Sign in

Not a member? | Forgot your Password?

Search compdsp

Search tips

Free PDF Downloads

A Quadrature Signals Tutorial: Complex, But Not Complicated

Understanding the 'Phasing Method' of Single Sideband Demodulation

Complex Digital Signal Processing in Telecommunications

Introduction to Sound Processing

C++ Tutorial

Introduction of C Programming for DSP Applications

Fixed-Point Arithmetic: An Introduction

Cascaded Integrator-Comb (CIC) Filter Introduction

Discussion Groups

FFT Spectral Analysis Software

Free Online Books

See Also

Embedded SystemsFPGA

Discussion Groups | Comp.DSP | Derivative of signal

There are 27 messages in this thread.

You are currently looking at messages 1 to .


Is this discussion worth a thumbs up?

0

Derivative of signal - Mimar - 2013-06-06 03:11:00

Hello,

could somebody give me an advice? At the moment I am solving interesting
problem. I have been using SW PLL with SOGI circuit to obtain grid
frequency since April and I have to say I am very happy, it works very
well. Accuracy is two decimal places. But my chief said me last week, we
will need to measure some changes (= first derivative, signal trend) of
resulting frequency soon. At first I used derivative with filtration from:
http://www.wseas.us/e-library/conferences/2007cscc/papers/561-186.pdf, but
it works very slowly and the calculated value is unstable - so I had to
implement moving average filter to smooth it. And secondly, I tested some
methods for numerical derivatives, but without positive result. Did
somebody solve  something of the sort? Any tricks to improve it?

Thanks!

P.S.: I am sorry, my English is very bad :-(.


Re: Derivative of signal - Robert Scott - 2013-06-06 09:12:00

On Thu, 06 Jun 2013 02:11:53 -0500, "Mimar" <94571@dsprelated> wrote:

>Hello,
>
>could somebody give me an advice? At the moment I am solving interesting
>problem. I have been using SW PLL with SOGI circuit to obtain grid
>frequency since April and I have to say I am very happy, it works very
>well. Accuracy is two decimal places. But my chief said me last week, we
>will need to measure some changes (= first derivative, signal trend) of
>resulting frequency soon. At first I used derivative with filtration from:
>http://www.wseas.us/e-library/conferences/2007cscc/papers/561-186.pdf, but
>it works very slowly and the calculated value is unstable - so I had to
>implement moving average filter to smooth it. And secondly, I tested some
>methods for numerical derivatives, but without positive result. Did
>somebody solve  something of the sort? Any tricks to improve it?

Mimar,

The calculation of the derivative of a real-world signal is always
going to involve a compromise, as you have already seen.  The
theoretical definition of a derivative is the limit of calculations of
rates of change over smaller and smaller intervals of time.  In the
real world it is not practical to measure changes over arbitrarily
short time intervals.  The noise (both additive and quantization)
become more and more of a factor as the time interval decreases.  So
practical real-world derivatives must be based on some finite span of
time.  That is where the compromise comes in.  You want to make that
time span shorter to make the calculation responsive and quick.  But
you can't make it too short or else the noise in the signal makes the
resulting calculation too noisy.  You are doing the right thing in
using a moving average.  You will just have to find out how much
averaging you need to achieve the accuracy you want.  There is no
magic solution.

Robert Scott
Hopkins, MN


Re: Derivative of signal - Tim Wescott - 2013-06-06 12:35:00

On Thu, 06 Jun 2013 02:11:53 -0500, Mimar wrote:

> Hello,
> 
> could somebody give me an advice? At the moment I am solving interesting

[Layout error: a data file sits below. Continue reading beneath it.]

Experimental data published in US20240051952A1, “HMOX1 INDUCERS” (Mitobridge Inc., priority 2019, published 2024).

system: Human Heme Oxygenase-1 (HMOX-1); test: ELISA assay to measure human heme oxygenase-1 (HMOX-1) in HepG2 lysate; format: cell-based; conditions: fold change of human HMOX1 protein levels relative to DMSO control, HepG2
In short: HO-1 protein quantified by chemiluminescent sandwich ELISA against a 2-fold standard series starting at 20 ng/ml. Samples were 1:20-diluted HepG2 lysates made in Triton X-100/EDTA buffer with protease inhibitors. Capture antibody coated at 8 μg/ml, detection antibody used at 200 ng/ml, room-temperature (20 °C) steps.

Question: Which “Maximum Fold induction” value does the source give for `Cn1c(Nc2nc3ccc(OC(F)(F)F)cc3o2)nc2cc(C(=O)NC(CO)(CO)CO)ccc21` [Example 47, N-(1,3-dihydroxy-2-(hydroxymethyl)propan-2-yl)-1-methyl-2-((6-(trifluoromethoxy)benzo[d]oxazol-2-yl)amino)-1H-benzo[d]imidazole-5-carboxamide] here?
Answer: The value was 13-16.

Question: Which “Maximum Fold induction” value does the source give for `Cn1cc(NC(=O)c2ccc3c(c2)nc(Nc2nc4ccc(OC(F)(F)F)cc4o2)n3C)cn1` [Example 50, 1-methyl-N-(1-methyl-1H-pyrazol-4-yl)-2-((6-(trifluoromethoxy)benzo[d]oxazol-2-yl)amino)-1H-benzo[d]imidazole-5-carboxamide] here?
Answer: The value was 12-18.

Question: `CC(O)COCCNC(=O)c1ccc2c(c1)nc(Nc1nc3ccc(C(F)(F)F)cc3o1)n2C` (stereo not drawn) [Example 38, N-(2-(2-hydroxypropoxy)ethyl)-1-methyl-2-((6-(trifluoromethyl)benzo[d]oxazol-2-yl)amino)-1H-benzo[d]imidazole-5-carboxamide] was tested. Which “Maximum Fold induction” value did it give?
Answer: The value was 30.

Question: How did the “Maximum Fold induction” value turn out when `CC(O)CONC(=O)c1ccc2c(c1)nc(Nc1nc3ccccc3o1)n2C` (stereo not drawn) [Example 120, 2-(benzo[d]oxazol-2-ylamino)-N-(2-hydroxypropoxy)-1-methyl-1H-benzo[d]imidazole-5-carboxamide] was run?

> problem. I have been using SW PLL with SOGI circuit to obtain grid
> frequency since April and I have to say I am very happy, it works very
> well. Accuracy is two decimal places. But my chief said me last week, we
> will need to measure some changes (= first derivative, signal trend) of
> resulting frequency soon. At first I used derivative with filtration
> from:
> http://www.wseas.us/e-library/conferences/2007cscc/papers/561-186.pdf,
> but it works very slowly and the calculated value is unstable - so I had
> to implement moving average filter to smooth it. And secondly, I tested
> some methods for numerical derivatives, but without positive result. Did
> somebody solve  something of the sort? Any tricks to improve it?
> 
> Thanks!
> 
> P.S.: I am sorry, my English is very bad :-(.

First: 

Your written English is a lot better than some engineers who are 
supposedly native English speakers, and it's a lot better than by best 2nd 
language.  So don't apologize.

Second:

Derivatives, trends, etc., are problematic.  Derivatives enhance high 
frequency content, and thus they enhance noise.  Your "it works very 
slowly and the calculated value is unstable" is symptomatic of this issue.

If I were in your shoes the first thing that I would want to do is to 
take the instantaneous frequency command going to the PLL oscillator and 
write it out a serial port, preferably every time the loop updated.  I'd 
capture that into a text file then I'd take it back to my nice 
comfortable desk and I'd work on it there with Scilab or some other good 
analysis tool.

The first thing I'd do is try to get the power spectral density of the 
signal while the PLL is tracking a known-steady AC wave.  This would give 
me an idea of the measurement noise, which will, in turn, put a lower 
limit on the best-case "fast and stable" reading that I could expect to 
get out of the frequency trend (note that in this case "fast" and 
"stable" are working against each other -- to get fast you need a wider 
bandwidth, to get stable you need less.  "Instantaneous and dead quiet" 
is impossible unless you can get your measurement noise down).

Then I might experiment with various algorithms on that data.  This will 
go a lot quicker than cutting and trying on an embedded app, and if 
you're careful about how you go about it you'll be able to take whatever 
result you like and put it into the embedded app.

After that I'd consult with my boss to figure out if he can settle for 
slow and stable, fast and jumpy, or time spent flogging the phase 
measurement noise down.

Third:

By definition you're going to end up with a transfer function that (z - 
1) in the numerator.  Your job is to find the best low-pass filter to 
follow that (z - 1) term with.  Whether it is an IIR filter, a FIR 
filter, a moving average (which should maybe have the title "Worst FIR 
Lowpass Ever") or some combination will come out of your experimentation.